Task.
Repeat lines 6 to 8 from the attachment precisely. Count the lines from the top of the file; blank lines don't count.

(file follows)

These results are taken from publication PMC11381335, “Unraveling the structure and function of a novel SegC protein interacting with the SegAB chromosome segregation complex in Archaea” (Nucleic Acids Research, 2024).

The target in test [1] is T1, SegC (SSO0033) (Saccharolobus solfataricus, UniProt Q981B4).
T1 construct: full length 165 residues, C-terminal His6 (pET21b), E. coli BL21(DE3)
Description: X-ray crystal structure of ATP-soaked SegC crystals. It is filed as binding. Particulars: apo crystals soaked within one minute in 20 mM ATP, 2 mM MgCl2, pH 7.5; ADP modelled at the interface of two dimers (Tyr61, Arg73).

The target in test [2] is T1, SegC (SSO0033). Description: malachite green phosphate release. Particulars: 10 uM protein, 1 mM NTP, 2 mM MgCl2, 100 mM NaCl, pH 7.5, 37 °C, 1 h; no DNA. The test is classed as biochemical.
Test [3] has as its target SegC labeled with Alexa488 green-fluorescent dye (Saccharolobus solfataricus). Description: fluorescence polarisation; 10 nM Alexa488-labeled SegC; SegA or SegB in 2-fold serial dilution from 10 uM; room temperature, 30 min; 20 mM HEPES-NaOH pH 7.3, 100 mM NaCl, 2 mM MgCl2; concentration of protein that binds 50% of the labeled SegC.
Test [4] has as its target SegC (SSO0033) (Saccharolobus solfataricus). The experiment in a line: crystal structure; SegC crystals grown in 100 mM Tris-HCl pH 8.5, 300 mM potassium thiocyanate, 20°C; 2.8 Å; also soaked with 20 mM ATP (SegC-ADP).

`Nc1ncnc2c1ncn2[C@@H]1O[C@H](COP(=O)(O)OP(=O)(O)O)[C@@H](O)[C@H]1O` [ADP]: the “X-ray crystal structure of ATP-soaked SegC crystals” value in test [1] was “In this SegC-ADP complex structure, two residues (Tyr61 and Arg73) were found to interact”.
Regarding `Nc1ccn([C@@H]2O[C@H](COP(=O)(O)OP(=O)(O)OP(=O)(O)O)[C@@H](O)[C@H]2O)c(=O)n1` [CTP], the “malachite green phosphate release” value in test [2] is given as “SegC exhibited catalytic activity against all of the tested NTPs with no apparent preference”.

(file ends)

Test [3] has as its target SegC labeled with Alexa488 green-fluorescent dye (Saccharolobus solfataricus). Description: fluorescence polarisation; 10 nM Alexa488-labeled SegC; SegA or SegB in 2-fold serial dilution from 10 uM; room temperature, 30 min; 20 mM HEPES-NaOH pH 7.3, 100 mM NaCl, 2 mM MgCl2; concentration of protein that binds 50% of the labeled SegC.
Test [4] has as its target SegC (SSO0033) (Saccharolobus solfataricus). The experiment in a line: crystal structure; SegC crystals grown in 100 mM Tris-HCl pH 8.5, 300 mM potassium thiocyanate, 20°C; 2.8 Å; also soaked with 20 mM ATP (SegC-ADP).

`Nc1ncnc2c1ncn2[C@@H]1O[C@H](COP(=O)(O)OP(=O)(O)O)[C@@H](O)[C@H]1O` [ADP]: the “X-ray crystal structure of ATP-soaked SegC crystals” value in test [1] was “In this SegC-ADP complex structure, two residues (Tyr61 and Arg73) were found to interact”.